It isn’t clear exactly what the CEO of the Indian Wells Tennis Garden, site of the BNP Paribas Open that ended Sunday, was thinking when he spoke with members of the media Sunday morning, but he managed to dig himself a deep hole. And he kept digging. Finally, it fell to Serena Williams to offer a fitting response.
Asked his thoughts about the Women’s Tennis Association, Raymond Moore said, “No, I think the WTA — you know, in my next life when I come back I want to be someone in the WTA [laughter] because they ride on coattails of the men. They don’t make any decisions and they are lucky. They are very, very lucky.
“If I was a lady player, I’d go down every night on my knees and thank God that Roger Federer and Rafa Nadal were born, because they have carried this sport. They really have.”
He went on to give Williams credit for much of the WTA’s success and said there are “a lot of attractive” players who can carry on when her career is over.
Williams, who lost in the Indian Wells final to Victoria Azarenka, called Moore’s comments “very, very, very inaccurate” after her match.
“Well, I don’t understand why I always have to answer questions about controversy like this. Obviously I don’t think any woman should be down on their knees thanking anybody like that,” she said (transcript via WTA Insider). “I think Venus [her sister], myself, a number of players have been — if I could tell you every day how many people say they don’t watch tennis unless they’re watching myself or my sister, I couldn’t even bring up that number. So I don’t think that is a very accurate statement.
“I think there is a lot of women out there who are more — are very exciting to watch. I think there are a lot of men who are exciting to watch. I think it definitely goes both ways. I think those remarks are very much mistaken and very, very, very inaccurate.”
There was no doubt in Williams’s mind that Moore’s comments hadn’t been misinterpreted.
“Well, if you read the transcript you can only interpret it one way. I speak very good English. I’m sure he does, too. You know, there’s only one way to interpret that,” she said. “Get on your knees, which is offensive enough, and thank a man, which is not — we, as women, have come a long way. We shouldn’t have to drop to our knees at any point.”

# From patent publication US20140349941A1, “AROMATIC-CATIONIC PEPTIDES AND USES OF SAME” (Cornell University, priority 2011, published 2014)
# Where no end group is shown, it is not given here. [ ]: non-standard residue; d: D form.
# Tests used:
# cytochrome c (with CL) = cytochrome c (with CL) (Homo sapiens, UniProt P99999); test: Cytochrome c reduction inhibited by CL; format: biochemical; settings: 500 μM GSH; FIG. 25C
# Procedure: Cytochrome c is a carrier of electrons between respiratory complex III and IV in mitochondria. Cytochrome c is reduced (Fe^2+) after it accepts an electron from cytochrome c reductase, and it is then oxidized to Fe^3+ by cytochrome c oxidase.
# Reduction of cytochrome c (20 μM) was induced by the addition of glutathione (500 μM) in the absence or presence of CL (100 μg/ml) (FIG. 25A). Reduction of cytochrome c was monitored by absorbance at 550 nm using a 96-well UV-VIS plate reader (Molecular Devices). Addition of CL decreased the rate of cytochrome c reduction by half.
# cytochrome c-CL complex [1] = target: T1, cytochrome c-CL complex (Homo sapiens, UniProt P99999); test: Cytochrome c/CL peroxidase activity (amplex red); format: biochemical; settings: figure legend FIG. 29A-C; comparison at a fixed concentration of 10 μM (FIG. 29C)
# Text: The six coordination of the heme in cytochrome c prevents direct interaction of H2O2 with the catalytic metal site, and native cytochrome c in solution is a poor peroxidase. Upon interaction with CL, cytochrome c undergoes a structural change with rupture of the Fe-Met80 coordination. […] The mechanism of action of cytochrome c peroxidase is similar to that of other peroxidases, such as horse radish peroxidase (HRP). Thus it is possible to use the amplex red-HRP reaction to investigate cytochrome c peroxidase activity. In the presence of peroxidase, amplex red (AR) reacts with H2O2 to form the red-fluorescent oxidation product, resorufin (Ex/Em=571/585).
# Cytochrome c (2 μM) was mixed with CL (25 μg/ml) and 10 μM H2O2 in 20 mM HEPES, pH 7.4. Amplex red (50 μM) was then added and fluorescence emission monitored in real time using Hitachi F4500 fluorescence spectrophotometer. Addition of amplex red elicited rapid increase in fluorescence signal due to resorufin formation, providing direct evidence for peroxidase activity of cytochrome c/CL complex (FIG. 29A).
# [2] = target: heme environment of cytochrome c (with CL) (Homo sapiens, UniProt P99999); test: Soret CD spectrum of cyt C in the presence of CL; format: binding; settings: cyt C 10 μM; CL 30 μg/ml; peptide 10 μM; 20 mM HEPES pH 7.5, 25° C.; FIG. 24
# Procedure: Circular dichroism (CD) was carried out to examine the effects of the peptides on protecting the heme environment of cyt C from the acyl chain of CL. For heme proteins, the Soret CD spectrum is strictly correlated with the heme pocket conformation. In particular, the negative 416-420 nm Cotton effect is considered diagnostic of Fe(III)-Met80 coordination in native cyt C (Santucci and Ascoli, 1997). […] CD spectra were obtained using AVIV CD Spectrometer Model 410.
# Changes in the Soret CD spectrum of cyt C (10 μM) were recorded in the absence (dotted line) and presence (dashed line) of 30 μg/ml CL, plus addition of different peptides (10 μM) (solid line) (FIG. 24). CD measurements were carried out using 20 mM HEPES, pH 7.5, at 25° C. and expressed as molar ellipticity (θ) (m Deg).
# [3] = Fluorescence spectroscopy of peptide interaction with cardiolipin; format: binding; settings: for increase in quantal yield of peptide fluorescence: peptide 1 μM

Williams believes the comments did a disservice to pioneers in the sport and pointed out that the women’s final of the U.S. Open — in which Williams was chasing a calendar-year Grand Slam — sold out before the men’s.
“So I just feel like in order to make a comment you have to have history and you have to have facts and you have to know things. You have to know everything. I mean, you look at someone like Billie Jean King who opened so many doors for not only women’s players but women athletes in general. So I feel like that is such a disservice to her and every female, not only a female athlete but every woman on this planet that has ever tried to stand up for what they believed in and being proud to be a woman.”
Not that Serena needed it, but King offered support on Twitter.
Moore apologized for his comments a little later Sunday.
“At my morning breakfast with the media, I made comments about the WTA that were in extremely poor taste and erroneous,” he said in a statement. “I am truly sorry for those remarks, and apologize to all the players and WTA as a whole. We had a women’s final today that reflects the strength of the players, especially Serena and Victoria, and the entire WTA. Again, I am truly sorry for my remarks.”